Muslims React: Trump's Ban Is 'Racist,' 'Worrying'
Candidate trying to score points 'off the back of the Islamophobia industry'
By Arden Dier,  Newser Staff
Posted Dec 8, 2015 9:26 AM CST
Keysar Trad, chairman of the Sydney-based Islamic Friendship Association of Australia, calls Trump "a desperate man."   (AP Photo/Rob Griffith)
camera-icon View 1 more image

(Newser) – Republican rivals aren't the only ones speaking out against Donald Trump's plan to ban all Muslims from entering the US. Muslims around the world are calling the proposal "ridiculous," "racist," and "worrying," per the AP. A sampling of responses:

  • "I don't think that can ever be done. The United States has economic ties with Islamic countries and there are millions of Muslim people in America. This is just a policy to please those who don't like Muslims and to gain more support," says a Thai official.
  • A rep for an Islamic center in Australia says the San Bernardino shooting was "not about Muslims." Trump "could better improve the situation if he were to say, 'Let the US take guns more seriously and ban them.'"
  • "Donald Trump's statement is a desperate statement by a desperate man who knows that he's clutching at straws and has no chance of winning the election," adds another Australian. "He's trying to win it off the back of the Islamophobia industry."
  • "America calls itself the champion of human rights all over the world," says an Islamic scholar in India. "I'm appalled that someone running for president in that country is publicly spreading such views."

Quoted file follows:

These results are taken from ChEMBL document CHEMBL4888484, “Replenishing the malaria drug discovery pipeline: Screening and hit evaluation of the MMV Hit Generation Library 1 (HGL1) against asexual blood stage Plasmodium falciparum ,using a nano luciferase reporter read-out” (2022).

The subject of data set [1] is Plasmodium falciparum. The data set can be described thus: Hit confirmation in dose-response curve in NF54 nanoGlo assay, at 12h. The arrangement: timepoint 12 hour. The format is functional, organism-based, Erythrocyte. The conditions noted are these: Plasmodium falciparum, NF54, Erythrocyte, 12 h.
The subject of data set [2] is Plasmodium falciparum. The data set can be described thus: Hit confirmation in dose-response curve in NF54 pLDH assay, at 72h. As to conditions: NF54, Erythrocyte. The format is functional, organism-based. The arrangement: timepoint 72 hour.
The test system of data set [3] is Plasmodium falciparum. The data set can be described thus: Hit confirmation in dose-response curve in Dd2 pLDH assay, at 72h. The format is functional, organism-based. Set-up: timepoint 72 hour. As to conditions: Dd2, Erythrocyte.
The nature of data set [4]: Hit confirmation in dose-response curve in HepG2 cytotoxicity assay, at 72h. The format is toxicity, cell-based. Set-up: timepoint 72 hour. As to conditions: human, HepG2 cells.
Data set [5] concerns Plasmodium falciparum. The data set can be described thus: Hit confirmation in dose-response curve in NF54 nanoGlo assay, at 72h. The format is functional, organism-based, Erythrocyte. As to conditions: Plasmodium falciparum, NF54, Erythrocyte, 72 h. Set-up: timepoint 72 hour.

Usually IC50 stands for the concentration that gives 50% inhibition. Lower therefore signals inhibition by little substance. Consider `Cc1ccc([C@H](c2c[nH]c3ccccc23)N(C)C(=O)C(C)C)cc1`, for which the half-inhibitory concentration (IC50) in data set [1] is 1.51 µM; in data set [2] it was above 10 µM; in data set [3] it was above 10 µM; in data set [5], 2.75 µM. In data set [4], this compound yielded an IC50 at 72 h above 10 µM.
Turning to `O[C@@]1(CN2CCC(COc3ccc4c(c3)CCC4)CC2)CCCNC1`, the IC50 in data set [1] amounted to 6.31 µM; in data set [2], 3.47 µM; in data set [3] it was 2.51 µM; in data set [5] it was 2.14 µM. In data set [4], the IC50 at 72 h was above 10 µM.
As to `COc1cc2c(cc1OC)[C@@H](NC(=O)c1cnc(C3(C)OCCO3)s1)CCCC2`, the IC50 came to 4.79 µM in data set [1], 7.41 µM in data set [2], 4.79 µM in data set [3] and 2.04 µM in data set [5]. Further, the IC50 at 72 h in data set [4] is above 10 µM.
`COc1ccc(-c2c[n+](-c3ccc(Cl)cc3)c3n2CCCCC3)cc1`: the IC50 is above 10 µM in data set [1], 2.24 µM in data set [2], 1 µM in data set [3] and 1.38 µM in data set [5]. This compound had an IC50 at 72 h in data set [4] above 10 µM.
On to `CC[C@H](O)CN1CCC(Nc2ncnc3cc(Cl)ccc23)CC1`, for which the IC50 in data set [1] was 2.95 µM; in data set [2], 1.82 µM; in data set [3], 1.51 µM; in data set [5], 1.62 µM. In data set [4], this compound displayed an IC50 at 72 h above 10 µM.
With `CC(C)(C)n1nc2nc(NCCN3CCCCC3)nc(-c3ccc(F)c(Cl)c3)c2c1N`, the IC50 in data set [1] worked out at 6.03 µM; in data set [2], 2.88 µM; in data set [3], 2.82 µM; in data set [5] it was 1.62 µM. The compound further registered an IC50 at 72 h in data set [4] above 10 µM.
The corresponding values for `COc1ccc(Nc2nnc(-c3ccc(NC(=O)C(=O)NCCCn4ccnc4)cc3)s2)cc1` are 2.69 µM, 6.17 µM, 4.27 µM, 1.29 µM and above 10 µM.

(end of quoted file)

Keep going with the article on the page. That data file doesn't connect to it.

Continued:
• A US-born Muslim living in the West Bank says Trump's plan "makes the melting pot not melt at the end of the day." He adds US relatives tell him they've been victims of "really racist comments. It's not going to be the same being a Muslim in America, even once this passes."

  • "It shows how ignorant Donald Trump is to the state of the world," the daughter of a former Indonesian president tells the Guardian. "The majority of Muslims in Indonesia are arch enemies of ISIS, so if Trump's intention is to stop ISIS, then he should have asked for our help, not just put us in the same corner."
Writing at the Washington Post, evangelical Christian Russell Moore notes he "could not disagree more strongly with Islam" but "Christians ought to stand up for religious liberty." He says "a government that can close the borders to all Muslims simply on the basis of their religious belief can do the same thing for evangelical Christians." The "government should close the borders to anyone suspected of even a passing involvement with any radical cell or terrorist network. But the government should not penalize law-abiding people, especially those who are US citizens, for holding their religious convictions." (Read more reactions here.)